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Joe Manchin and John C. Calhoun
The filibuster, faction and concurrent majority
I’ve been meaning to respond to this Jamelle Bouie column since it came out. I happen to agree with Bouie on the filibuster. I agree that the American constitution has enough veto points that we don’t need yet another. I agree that the filibuster’s transformation into a routine supermajority requirement results in unnecessary gridlock, which encourages the usurpation of legislative power by the executive and the courts. And I agree that it allows members of the majority to avoid accountability, pretending to support legislation only because they know it will not pass, thereby encouraging greater partisanship and ideological division.
I want to press a little, though, on the central point of Bouie’s column, which is that James Madison never believed that “bipartisanship” was important, and that when he talked about protecting a “minority” what he meant was a minority economic and/or sectional interest. This is correct; indeed, most prominently he meant the economic interests of the slaveholding class, though in practice his views might just as sensibly have been applied to New England manufacturers. But I think the implications are different for our current political situation from what Bouie imagines.
Bouie thinks this means that there’s no reason rooted in Madison’s thinking to support the filibuster in principle as a mechanism for ensuring that the minority is included in decision making. It’s not just that a defense of propertied interests against “leveling” is illegitimate; it’s that such a defense doesn’t truly require “minority” protection except in conditions of extreme concentration of wealth and power. If we conceive of the American economy as including a broad middle class, and American politics as featuring two large ideological coalitions striving for the allegiance of that middle class, then there is, in an economic or political sense, no permanent division between majority and minority. Rather, there is a spectrum, and the default politics would be a right-wing coalition supported by most of the wealthy, a left-wing coalition supported by most of the poor, with both coalitions tussling for support of the median voter somewhere in that broad middle class.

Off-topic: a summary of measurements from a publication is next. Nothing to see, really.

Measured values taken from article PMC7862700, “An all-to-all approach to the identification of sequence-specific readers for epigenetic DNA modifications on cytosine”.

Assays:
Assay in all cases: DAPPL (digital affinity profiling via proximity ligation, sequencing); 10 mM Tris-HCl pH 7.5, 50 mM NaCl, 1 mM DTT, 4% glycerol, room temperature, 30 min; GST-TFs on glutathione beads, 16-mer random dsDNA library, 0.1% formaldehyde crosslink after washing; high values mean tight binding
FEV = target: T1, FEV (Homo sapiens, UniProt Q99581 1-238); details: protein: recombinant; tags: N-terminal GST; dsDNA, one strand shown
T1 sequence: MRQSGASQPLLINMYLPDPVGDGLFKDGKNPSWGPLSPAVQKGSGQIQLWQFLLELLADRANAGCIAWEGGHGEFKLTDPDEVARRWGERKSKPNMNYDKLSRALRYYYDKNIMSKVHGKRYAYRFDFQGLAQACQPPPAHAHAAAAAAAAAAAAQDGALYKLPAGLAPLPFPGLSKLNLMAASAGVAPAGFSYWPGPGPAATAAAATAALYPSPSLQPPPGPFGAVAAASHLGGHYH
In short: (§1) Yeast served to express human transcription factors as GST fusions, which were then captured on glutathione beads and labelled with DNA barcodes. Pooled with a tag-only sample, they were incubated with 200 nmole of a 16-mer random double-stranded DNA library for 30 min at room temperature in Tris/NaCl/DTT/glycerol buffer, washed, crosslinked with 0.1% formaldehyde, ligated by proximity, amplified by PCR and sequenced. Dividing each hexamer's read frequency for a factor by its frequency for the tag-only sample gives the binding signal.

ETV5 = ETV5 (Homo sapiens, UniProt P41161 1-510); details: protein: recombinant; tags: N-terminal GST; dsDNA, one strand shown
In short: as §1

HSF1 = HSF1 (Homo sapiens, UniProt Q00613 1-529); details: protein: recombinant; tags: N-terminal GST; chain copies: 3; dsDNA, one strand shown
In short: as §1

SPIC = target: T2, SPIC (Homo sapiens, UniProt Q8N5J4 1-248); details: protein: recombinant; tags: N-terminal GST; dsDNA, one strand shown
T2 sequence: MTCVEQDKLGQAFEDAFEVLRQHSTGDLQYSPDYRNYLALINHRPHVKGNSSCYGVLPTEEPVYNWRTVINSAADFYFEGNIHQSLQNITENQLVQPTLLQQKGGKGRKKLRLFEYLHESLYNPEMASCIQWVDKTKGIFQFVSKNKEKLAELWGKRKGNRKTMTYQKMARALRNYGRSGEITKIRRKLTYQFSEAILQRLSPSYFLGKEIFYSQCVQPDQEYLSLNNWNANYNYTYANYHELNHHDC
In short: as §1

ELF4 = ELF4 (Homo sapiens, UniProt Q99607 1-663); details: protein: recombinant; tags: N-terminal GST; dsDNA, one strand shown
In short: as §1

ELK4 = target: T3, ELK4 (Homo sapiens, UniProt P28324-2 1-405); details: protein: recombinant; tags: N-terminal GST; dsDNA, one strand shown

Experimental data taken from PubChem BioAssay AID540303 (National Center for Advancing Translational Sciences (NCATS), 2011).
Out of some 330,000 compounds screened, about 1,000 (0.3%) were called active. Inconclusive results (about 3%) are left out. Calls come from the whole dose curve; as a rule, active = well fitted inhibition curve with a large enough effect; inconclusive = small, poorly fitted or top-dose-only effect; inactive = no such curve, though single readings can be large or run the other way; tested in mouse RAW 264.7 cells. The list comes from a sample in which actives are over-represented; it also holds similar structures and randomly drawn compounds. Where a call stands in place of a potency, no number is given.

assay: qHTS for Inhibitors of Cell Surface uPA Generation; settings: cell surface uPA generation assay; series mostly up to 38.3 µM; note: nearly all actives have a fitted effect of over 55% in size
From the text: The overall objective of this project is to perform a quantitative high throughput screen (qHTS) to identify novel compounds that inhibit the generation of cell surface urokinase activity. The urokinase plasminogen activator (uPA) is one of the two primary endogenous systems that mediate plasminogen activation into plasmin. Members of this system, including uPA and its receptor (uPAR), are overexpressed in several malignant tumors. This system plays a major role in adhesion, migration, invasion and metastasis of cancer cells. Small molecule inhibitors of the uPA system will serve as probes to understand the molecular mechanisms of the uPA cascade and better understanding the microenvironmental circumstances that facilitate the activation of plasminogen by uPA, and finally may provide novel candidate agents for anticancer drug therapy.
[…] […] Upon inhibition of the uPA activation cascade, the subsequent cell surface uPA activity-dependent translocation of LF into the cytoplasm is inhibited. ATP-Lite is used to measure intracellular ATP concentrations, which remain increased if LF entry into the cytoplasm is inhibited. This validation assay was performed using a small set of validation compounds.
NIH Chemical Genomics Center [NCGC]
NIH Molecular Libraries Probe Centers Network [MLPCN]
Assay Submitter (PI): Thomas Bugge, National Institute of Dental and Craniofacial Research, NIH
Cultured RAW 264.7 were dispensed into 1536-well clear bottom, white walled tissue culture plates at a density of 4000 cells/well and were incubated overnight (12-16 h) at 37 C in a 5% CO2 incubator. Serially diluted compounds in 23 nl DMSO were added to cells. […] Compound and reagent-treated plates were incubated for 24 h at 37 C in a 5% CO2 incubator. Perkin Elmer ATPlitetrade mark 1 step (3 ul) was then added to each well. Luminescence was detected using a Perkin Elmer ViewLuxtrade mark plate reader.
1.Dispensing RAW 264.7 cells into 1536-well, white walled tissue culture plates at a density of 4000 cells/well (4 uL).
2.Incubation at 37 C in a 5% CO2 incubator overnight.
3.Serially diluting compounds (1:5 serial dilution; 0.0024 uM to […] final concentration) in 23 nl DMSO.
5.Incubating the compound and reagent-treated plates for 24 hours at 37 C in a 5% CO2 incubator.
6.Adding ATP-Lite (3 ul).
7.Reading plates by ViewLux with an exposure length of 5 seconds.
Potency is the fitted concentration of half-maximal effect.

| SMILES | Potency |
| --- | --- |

Is that what American politics looks like though? I don’t think so—indeed, it rarely has. For most of American history, not only before the Civil War but after, our large political parties were at substantially sectional in nature. To a considerable extent they still are, or are once again, though the boundaries of the sections have shifted. But the traditional economic distinctions that have often obtained between the parties have also been to a considerable degree upended. Most poor people still vote for Democrats, but the wealthiest districts in America are now increasingly represented by Democrats, and the average Democratic district is now significantly wealthier than the average Republican one. Moreover, comparing districts makes more sense than comparing individuals, not only because that’s how we vote in this country, but because Americans increasingly live in politically homogenous bubbles dominated by a single party. The dominating partisan divide in America is no longer economic but cultural: rural voters are Republicans and urban voters are Democrats; educated voters tilt toward the Democrats while middle-class voters without a college degree are predominantly Republican.